Codeine now contraindicated in under-12s with cough and cold

  • Date: 30 April 2015

THE use of codeine to treat cough and cold is now contraindicated in children below 12 years, according to new guidance from the European Medicines Agency.

Codeine should also not be administered to children and adolescents between 12 and 18 years who have breathing problems.

The new measures follow a review by EMA’s Pharmacovigilance Risk Assessment Committee (PRAC) which considered that the way codeine is converted into morphine in children below 12 years is more variable and unpredictable than in other age groups, making this population at special risk of side-effects. In addition, children who already have breathing problems may be more susceptible to respiratory problems due to codeine.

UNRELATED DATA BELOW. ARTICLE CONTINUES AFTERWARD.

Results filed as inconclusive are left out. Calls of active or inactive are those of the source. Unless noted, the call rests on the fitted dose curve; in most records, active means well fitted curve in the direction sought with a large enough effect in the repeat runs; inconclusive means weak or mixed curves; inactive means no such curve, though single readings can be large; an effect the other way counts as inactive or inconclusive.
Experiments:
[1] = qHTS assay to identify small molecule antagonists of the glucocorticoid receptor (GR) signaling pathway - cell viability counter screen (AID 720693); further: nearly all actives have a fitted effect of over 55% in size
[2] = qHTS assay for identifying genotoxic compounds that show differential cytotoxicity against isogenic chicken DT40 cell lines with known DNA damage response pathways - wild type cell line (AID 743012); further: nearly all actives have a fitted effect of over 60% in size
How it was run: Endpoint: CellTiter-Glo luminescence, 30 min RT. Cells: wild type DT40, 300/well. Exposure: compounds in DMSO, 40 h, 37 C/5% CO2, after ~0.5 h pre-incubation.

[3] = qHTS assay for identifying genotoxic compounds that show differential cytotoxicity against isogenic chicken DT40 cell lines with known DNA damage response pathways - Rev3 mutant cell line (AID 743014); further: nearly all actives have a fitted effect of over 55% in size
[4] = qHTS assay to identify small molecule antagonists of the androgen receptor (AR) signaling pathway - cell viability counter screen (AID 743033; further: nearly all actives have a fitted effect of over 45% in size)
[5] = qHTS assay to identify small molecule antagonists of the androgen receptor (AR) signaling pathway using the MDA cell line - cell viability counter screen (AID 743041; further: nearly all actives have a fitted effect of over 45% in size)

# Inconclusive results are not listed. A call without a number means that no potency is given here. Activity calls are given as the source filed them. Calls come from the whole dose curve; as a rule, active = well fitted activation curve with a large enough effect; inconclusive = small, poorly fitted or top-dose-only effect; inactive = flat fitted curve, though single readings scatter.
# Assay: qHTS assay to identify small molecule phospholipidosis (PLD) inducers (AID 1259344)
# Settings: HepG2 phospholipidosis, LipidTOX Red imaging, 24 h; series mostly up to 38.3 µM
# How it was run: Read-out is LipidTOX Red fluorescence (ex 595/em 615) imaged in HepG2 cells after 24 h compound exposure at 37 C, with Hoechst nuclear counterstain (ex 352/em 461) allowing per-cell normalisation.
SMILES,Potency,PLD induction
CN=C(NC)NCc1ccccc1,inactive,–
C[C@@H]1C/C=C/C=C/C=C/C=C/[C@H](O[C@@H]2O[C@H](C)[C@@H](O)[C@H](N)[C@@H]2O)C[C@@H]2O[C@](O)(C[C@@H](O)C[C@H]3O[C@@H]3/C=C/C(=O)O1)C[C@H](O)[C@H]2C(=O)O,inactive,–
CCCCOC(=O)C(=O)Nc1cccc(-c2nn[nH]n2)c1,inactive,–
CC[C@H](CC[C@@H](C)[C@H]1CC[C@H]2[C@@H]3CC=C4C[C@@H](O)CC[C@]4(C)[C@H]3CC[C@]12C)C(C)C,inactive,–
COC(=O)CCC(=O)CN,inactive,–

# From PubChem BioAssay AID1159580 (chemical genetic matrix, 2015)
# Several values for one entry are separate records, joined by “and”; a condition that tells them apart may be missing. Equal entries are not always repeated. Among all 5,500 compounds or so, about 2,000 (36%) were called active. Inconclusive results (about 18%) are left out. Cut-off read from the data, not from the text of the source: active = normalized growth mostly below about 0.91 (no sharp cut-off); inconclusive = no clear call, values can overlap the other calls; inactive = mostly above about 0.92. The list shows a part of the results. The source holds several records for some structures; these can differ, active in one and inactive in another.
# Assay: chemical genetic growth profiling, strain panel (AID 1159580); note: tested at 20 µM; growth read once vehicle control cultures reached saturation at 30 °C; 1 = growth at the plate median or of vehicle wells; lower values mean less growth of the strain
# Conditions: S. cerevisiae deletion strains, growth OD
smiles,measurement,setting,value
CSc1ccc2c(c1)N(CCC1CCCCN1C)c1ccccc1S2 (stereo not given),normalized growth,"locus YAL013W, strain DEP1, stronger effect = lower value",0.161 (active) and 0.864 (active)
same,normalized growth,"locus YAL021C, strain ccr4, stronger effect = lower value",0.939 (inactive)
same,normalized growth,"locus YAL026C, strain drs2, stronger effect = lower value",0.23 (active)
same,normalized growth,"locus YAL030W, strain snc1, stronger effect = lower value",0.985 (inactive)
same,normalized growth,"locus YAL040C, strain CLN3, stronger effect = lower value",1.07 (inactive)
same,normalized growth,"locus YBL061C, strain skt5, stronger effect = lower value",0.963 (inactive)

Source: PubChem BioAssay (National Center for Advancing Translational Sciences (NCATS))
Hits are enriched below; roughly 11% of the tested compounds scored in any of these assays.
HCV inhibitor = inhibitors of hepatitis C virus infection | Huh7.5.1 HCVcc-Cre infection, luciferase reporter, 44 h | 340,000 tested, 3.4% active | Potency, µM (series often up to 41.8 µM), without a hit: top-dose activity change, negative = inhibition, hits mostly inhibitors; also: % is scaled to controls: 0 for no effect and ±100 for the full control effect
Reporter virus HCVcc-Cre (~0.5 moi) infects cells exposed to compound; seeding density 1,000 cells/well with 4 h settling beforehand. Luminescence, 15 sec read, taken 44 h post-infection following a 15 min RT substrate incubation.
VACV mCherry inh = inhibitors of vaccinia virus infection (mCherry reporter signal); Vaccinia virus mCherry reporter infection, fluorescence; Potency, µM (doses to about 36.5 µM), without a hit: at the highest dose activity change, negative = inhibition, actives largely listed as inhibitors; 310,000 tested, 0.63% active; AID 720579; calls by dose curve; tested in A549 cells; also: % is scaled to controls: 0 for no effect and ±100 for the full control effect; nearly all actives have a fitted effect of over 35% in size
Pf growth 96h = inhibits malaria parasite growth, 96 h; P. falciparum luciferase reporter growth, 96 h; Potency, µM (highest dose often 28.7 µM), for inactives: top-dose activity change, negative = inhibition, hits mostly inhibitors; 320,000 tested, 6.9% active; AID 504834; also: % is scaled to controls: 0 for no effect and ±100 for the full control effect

The PRAC also noted that cough and cold are generally self-limiting conditions and the evidence of clinical effectiveness in codeine use is limited.

The recommendations also state that codeine must not be used in patients of any age who are known to convert codeine into morphine at a faster rate than normal (‘ultra-rapid metabolisers’), nor in breastfeeding mothers.

For further details: Codeine-containing medicines

This page was correct at the time of publication. Any guidance is intended as general guidance for members only. If you are a member and need specific advice relating to your own circumstances, please contact one of our advisers.

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